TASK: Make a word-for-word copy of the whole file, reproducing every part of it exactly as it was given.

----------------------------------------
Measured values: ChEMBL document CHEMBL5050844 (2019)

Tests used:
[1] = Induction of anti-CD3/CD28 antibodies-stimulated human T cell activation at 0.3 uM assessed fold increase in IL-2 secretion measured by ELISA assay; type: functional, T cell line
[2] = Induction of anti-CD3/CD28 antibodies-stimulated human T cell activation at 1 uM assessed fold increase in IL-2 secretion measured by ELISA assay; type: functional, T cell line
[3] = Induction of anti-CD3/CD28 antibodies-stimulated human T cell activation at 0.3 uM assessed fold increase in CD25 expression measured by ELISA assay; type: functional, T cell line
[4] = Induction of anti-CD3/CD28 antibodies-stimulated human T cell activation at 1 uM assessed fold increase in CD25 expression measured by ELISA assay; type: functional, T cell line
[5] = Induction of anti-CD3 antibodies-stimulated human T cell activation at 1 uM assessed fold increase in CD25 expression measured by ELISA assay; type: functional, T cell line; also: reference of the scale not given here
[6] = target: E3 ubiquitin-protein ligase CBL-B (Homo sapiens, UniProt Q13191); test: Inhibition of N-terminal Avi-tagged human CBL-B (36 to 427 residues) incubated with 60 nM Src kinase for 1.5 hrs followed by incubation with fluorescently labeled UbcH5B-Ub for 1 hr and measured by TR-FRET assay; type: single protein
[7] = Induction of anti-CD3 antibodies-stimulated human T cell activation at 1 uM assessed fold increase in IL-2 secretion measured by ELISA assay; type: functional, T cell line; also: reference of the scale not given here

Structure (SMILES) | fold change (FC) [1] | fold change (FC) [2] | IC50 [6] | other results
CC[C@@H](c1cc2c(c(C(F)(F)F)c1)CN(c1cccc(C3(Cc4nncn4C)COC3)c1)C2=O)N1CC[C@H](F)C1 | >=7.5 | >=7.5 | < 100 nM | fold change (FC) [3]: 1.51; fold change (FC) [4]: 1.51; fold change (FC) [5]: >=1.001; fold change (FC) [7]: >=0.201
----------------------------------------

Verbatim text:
Measured values: ChEMBL document CHEMBL5050844 (2019)

Tests used:
[1] = Induction of anti-CD3/CD28 antibodies-stimulated human T cell activation at 0.3 uM assessed fold increase in IL-2 secretion measured by ELISA assay; type: functional, T cell line
[2] = Induction of anti-CD3/CD28 antibodies-stimulated human T cell activation at 1 uM assessed fold increase in IL-2 secretion measured by ELISA assay; type: functional, T cell line
[3] = Induction of anti-CD3/CD28 antibodies-stimulated human T cell activation at 0.3 uM assessed fold increase in CD25 expression measured by ELISA assay; type: functional, T cell line
[4] = Induction of anti-CD3/CD28 antibodies-stimulated human T cell activation at 1 uM assessed fold increase in CD25 expression measured by ELISA assay; type: functional, T cell line
[5] = Induction of anti-CD3 antibodies-stimulated human T cell activation at 1 uM assessed fold increase in CD25 expression measured by ELISA assay; type: functional, T cell line; also: reference of the scale not given here
[6] = target: E3 ubiquitin-protein ligase CBL-B (Homo sapiens, UniProt Q13191); test: Inhibition of N-terminal Avi-tagged human CBL-B (36 to 427 residues) incubated with 60 nM Src kinase for 1.5 hrs followed by incubation with fluorescently labeled UbcH5B-Ub for 1 hr and measured by TR-FRET assay; type: single protein
[7] = Induction of anti-CD3 antibodies-stimulated human T cell activation at 1 uM assessed fold increase in IL-2 secretion measured by ELISA assay; type: functional, T cell line; also: reference of the scale not given here

Structure (SMILES) | fold change (FC) [1] | fold change (FC) [2] | IC50 [6] | other results
CC[C@@H](c1cc2c(c(C(F)(F)F)c1)CN(c1cccc(C3(Cc4nncn4C)COC3)c1)C2=O)N1CC[C@H](F)C1 | >=7.5 | >=7.5 | < 100 nM | fold change (FC) [3]: 1.51; fold change (FC) [4]: 1.51; fold change (FC) [5]: >=1.001; fold change (FC) [7]: >=0.201